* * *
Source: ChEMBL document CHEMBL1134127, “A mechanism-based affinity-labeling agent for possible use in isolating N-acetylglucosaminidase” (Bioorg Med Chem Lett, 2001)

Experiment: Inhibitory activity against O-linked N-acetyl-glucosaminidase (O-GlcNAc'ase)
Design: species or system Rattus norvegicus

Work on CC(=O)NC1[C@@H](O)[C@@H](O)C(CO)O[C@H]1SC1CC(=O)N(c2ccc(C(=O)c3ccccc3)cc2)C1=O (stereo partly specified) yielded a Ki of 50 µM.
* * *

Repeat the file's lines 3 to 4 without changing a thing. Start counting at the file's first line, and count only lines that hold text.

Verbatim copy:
Design: species or system Rattus norvegicus

Work on CC(=O)NC1[C@@H](O)[C@@H](O)C(CO)O[C@H]1SC1CC(=O)N(c2ccc(C(=O)c3ccccc3)cc2)C1=O (stereo partly specified) yielded a Ki of 50 µM.